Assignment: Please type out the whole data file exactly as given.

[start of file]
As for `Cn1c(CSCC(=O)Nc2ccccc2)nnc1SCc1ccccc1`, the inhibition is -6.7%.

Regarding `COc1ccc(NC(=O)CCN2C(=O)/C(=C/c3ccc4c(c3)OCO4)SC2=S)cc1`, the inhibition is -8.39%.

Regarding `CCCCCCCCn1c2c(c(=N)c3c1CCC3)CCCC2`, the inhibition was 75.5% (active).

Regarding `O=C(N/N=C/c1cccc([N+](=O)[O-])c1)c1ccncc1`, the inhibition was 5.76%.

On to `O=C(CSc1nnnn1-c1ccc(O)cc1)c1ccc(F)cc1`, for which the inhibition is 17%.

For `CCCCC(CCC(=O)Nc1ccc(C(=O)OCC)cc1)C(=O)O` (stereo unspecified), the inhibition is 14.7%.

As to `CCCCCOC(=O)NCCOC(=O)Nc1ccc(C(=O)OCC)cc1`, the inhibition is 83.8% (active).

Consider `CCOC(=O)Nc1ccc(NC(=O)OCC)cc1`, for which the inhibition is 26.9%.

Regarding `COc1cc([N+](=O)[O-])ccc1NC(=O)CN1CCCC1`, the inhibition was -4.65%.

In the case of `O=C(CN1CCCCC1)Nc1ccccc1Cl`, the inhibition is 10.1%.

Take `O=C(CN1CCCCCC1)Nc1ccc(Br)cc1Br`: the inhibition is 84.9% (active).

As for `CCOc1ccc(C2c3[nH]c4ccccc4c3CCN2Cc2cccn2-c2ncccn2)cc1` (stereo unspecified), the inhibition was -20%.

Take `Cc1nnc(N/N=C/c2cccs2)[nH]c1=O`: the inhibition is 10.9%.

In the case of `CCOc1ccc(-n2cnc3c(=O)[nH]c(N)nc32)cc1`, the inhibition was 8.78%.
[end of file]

As for `Cn1c(CSCC(=O)Nc2ccccc2)nnc1SCc1ccccc1`, the inhibition is -6.7%.

Regarding `COc1ccc(NC(=O)CCN2C(=O)/C(=C/c3ccc4c(c3)OCO4)SC2=S)cc1`, the inhibition is -8.39%.

Regarding `CCCCCCCCn1c2c(c(=N)c3c1CCC3)CCCC2`, the inhibition was 75.5% (active).

Regarding `O=C(N/N=C/c1cccc([N+](=O)[O-])c1)c1ccncc1`, the inhibition was 5.76%.

On to `O=C(CSc1nnnn1-c1ccc(O)cc1)c1ccc(F)cc1`, for which the inhibition is 17%.

For `CCCCC(CCC(=O)Nc1ccc(C(=O)OCC)cc1)C(=O)O` (stereo unspecified), the inhibition is 14.7%.

As to `CCCCCOC(=O)NCCOC(=O)Nc1ccc(C(=O)OCC)cc1`, the inhibition is 83.8% (active).

Consider `CCOC(=O)Nc1ccc(NC(=O)OCC)cc1`, for which the inhibition is 26.9%.

Regarding `COc1cc([N+](=O)[O-])ccc1NC(=O)CN1CCCC1`, the inhibition was -4.65%.

In the case of `O=C(CN1CCCCC1)Nc1ccccc1Cl`, the inhibition is 10.1%.

Take `O=C(CN1CCCCCC1)Nc1ccc(Br)cc1Br`: the inhibition is 84.9% (active).

As for `CCOc1ccc(C2c3[nH]c4ccccc4c3CCN2Cc2cccn2-c2ncccn2)cc1` (stereo unspecified), the inhibition was -20%.

Take `Cc1nnc(N/N=C/c2cccs2)[nH]c1=O`: the inhibition is 10.9%.

In the case of `CCOc1ccc(-n2cnc3c(=O)[nH]c(N)nc32)cc1`, the inhibition was 8.78%.